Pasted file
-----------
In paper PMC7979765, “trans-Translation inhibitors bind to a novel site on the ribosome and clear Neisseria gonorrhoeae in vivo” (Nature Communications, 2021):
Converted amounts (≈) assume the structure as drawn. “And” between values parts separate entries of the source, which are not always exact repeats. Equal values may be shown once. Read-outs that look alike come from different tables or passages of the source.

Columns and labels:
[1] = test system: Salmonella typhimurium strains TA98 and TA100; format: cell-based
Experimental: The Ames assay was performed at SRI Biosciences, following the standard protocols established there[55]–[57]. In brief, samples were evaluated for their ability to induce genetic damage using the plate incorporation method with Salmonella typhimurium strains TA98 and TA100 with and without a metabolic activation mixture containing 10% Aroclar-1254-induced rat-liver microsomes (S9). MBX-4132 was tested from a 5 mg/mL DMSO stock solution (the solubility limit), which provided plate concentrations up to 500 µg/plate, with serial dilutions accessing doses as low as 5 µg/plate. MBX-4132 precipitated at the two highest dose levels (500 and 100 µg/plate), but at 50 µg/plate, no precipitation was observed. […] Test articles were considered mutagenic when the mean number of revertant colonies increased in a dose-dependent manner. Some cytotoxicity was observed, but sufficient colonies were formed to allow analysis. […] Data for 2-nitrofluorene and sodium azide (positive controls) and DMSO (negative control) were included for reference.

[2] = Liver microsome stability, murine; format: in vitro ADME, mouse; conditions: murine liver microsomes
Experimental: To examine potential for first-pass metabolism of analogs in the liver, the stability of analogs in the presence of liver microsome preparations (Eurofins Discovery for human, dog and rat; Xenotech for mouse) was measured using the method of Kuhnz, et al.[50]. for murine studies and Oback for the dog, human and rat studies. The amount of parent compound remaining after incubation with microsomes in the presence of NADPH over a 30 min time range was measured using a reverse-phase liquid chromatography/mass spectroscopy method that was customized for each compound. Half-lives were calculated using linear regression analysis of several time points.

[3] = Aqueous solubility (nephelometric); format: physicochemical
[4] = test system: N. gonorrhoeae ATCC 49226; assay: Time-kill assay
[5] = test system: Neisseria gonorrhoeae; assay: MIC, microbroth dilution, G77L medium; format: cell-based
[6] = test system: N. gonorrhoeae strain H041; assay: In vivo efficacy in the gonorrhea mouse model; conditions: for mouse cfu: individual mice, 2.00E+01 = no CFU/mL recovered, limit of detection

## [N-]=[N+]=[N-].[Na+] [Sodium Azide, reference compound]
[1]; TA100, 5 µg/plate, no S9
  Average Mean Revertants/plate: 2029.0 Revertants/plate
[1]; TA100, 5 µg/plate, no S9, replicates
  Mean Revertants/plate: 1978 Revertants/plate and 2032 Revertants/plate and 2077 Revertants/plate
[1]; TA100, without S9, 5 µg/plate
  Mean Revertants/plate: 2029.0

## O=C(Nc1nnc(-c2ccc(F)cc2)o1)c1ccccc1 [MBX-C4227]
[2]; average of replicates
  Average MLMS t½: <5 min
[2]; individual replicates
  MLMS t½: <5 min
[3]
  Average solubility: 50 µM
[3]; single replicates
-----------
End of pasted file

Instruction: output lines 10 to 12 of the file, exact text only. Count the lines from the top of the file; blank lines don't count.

[5] = test system: Neisseria gonorrhoeae; assay: MIC, microbroth dilution, G77L medium; format: cell-based
[6] = test system: N. gonorrhoeae strain H041; assay: In vivo efficacy in the gonorrhea mouse model; conditions: for mouse cfu: individual mice, 2.00E+01 = no CFU/mL recovered, limit of detection

## [N-]=[N+]=[N-].[Na+] [Sodium Azide, reference compound]